China is weighing a far-reaching counter-terrorism law that would require technology firms to hand over encryption keys and install security “backdoors,” a potential escalation of what some firms view as the increasingly onerous terms of doing business in the world’s second largest economy.
A parliamentary body read a second draft of the country’s first anti-terrorism law this week and is expected to adopt the legislation in the coming weeks or months.
The initial draft, published by the National People’s Congress late last year, requires companies to also keep servers and user data within China, supply law enforcement authorities with communications records and censor terrorism-related internet content.
Its scope reaches far beyond a recently adopted set of financial industry regulations that pushed Chinese banks to purchase from domestic technology vendors.
The implications for Silicon Valley companies, ranging from Microsoft to Apple Inc., have set the stage for yet another confrontation over cyber-security and technology policy, a major irritant in U.S.-China relations.
“It’s a disaster for anyone doing business in China,” said one industry source. “You are no longer allowed a VPN that’s secure, you are no longer able to transmit financials securely, or to have any corporate secrets. By law, nothing is secure.”
The Obama administration has conveyed its concerns about the anti-terrorism draft law to China, according to a U.S. official.
Although the counter-terrorism provisions would apply to both domestic and foreign technologies, officials in Washington and Western business lobbies argue the law, combined with the new banking rules and a slew of anti-trust investigations, amount to unfair regulatory pressure targeting foreign companies.
“The true test will come with implementation,” said Scott Kennedy, the director of the Project on Chinese Business and Political Economy at the Center for Strategic and International Studies in Washington.
“Given the recent spate of AML-related [anti-monopoly law] cases against foreign firms, the regulations about the banking sector, and the reduction of foreign firms’ products on government procurement lists, there is good reason for foreign firms to be highly concerned,” Kennedy said.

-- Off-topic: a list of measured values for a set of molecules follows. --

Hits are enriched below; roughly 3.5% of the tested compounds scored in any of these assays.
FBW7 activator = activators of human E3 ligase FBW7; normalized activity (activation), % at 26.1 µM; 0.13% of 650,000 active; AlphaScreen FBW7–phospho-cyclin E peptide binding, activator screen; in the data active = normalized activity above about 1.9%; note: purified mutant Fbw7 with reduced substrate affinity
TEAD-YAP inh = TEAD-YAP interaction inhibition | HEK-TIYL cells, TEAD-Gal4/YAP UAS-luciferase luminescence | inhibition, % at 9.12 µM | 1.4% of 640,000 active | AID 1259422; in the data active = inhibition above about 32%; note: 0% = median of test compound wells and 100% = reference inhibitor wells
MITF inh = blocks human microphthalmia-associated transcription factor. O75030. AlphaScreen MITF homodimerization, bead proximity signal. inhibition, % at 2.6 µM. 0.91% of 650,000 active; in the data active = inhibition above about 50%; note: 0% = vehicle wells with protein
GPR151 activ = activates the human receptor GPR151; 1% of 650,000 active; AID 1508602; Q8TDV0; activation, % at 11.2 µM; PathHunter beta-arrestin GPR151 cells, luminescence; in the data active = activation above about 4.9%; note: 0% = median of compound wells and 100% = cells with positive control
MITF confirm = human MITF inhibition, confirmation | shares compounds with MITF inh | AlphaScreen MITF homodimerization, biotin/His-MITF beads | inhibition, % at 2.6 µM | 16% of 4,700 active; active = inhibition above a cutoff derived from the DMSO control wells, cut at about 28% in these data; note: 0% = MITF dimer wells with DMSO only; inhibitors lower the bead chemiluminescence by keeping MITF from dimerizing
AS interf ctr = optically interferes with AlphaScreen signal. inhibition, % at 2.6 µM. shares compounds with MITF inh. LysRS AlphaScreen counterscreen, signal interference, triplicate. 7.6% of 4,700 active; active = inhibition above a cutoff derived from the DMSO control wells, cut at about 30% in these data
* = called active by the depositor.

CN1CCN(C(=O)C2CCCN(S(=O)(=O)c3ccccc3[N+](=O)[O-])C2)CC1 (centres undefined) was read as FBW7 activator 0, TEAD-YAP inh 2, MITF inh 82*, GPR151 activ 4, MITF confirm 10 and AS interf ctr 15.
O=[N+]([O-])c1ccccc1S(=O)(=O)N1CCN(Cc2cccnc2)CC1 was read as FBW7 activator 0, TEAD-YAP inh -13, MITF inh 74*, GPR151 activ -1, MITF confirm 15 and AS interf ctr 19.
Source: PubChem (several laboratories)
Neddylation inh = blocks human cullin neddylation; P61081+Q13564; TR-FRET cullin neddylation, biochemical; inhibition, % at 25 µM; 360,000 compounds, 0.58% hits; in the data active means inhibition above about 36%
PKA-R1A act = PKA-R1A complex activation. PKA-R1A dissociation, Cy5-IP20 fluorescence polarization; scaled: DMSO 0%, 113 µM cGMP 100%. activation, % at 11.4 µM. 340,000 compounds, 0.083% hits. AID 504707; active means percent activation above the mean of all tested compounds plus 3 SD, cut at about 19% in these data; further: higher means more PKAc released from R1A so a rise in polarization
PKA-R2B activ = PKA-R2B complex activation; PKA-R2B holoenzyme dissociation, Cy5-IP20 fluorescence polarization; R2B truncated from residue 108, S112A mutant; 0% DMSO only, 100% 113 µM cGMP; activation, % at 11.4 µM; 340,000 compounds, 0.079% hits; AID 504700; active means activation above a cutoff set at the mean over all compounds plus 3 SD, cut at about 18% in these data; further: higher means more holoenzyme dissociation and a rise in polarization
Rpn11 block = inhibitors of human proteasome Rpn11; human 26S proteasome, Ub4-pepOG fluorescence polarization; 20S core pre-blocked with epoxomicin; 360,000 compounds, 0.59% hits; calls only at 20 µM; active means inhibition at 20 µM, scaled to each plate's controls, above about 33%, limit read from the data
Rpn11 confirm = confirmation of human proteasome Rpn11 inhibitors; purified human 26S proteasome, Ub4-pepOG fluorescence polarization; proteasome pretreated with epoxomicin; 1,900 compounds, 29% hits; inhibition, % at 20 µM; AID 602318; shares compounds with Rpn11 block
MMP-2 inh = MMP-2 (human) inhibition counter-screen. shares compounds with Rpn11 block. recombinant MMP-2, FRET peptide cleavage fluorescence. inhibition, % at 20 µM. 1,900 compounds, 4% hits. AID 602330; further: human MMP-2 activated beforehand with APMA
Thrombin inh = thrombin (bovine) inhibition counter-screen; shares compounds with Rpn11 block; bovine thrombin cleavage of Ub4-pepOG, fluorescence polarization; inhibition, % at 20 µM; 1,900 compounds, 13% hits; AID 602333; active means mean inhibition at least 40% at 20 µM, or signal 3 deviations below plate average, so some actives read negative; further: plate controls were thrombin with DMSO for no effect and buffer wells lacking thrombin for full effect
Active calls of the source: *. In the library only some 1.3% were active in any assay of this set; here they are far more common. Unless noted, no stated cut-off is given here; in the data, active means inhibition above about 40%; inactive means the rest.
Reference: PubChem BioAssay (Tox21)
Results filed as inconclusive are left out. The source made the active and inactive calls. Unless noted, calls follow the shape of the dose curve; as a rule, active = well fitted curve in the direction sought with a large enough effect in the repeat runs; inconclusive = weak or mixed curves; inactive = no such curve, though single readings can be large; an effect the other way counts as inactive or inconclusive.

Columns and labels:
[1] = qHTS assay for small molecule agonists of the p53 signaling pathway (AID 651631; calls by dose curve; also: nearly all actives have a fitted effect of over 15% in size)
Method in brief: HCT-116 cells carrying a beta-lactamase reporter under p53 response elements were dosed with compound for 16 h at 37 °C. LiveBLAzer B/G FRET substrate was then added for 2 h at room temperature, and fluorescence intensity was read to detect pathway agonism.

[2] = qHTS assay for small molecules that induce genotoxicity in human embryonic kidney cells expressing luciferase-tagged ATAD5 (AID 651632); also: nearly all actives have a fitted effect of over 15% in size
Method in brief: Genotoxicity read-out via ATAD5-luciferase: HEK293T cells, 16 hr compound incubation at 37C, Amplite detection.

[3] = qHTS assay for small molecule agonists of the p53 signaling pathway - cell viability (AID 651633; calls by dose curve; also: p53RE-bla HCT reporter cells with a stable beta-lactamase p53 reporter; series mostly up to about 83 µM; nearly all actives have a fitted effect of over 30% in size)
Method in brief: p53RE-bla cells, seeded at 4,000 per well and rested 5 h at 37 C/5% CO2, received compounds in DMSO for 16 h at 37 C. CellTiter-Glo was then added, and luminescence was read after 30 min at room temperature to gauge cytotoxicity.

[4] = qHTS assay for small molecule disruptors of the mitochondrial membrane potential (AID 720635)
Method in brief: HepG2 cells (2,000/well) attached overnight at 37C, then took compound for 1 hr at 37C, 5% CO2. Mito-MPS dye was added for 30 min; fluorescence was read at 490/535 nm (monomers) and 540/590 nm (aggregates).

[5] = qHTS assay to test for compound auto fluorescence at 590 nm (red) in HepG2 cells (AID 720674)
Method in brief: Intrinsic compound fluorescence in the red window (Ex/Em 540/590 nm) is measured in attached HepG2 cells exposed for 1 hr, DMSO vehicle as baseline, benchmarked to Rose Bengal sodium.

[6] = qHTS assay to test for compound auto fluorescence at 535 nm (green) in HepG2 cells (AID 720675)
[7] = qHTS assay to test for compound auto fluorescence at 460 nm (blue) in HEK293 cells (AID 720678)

Protectionism, Not Security?
To be sure, Western governments, including in the United States and Britain, have for years requested tech firms to disclose encryption methods, with varying degrees of success.
Officials including FBI director James Comey and National Security Agency (NSA) director Mike Rogers publicly warned internet companies including Apple and Google late last year against using encryption that law enforcement cannot break.
Beijing has argued the need to quickly ratchet up its cyber-security measures in the wake of former NSA contractor Edward Snowden’s revelations of sophisticated U.S. spying techniques.
In December, China’s banking regulator adopted new rules that outlined security criteria that tech products in 68 categories must meet in order to be considered “secure and controllable” for use in the financial sector, according to a version of the regulations seen by Reuters.
To attain the designation, source code powering operating systems, database software and middleware must be registered with the government if they are not domestically developed.
U.S. Trade Representative Michael Froman issued a statement on Thursday criticizing the banking rules, saying they “are not about security – they are about protectionism and favoring Chinese companies.”
“The Administration is aggressively working to have China walk back from these troubling regulations,” Froman said.
A U.S. official confirmed a letter was sent by Froman, America’s top trade negotiator, and other senior officials to Chinese counterparts expressing their concerns.
James Zimmerman, Chairman of the American Chamber of Commerce in China, said the latest rules, if implemented, would likely limit opportunities for U.S. companies, but could also backfire on China.
“One unfortunate consequence of over-broad anti-terrorism policies is to potentially isolate China technologically from the rest of the world, and the end result of that may be to limit the country’s access to cutting-edge technology and innovation,” Zimmerman said.
But several U.S. technology executives and industry sources who spoke on condition of anonymity said they feared the security law would be more stringent than the bank regulations – and more sensitive to discuss – because it was rooted in public security considerations.
The vague, open-ended requirements for cooperating with law enforcement appeared the most worrying, as well as the possibility of steep penalties or jail time for non-compliance, according to one executive.
“It’s the equivalent of the Patriot Act on really, really strong steroids,” said one U.S. industry source, referring to the anti-terrorism legislation enacted under the George W. Bush administration following the Sept. 11, 2001, attacks.
The National People’s Congress did not respond immediately to a request for comment.
Apple and Google declined to comment on the proposed law, while Microsoft was not immediately available for comment.
China is drafting the anti-terrorism law at a time when Chinese leaders say the country faces a serious threat from religious extremists and separatists. Hundreds of people have been killed over the past two years in the far western region of Xinjiang in unrest the government has blamed on Islamists who want to establish a separate state called East Turkestan.
(Writing by Gerry Shih in Beijing; additional reporting by Paul Carsten and Matthew Miller in Beijing and Joseph Menn in San Francisco; editing by Alex Richardson).
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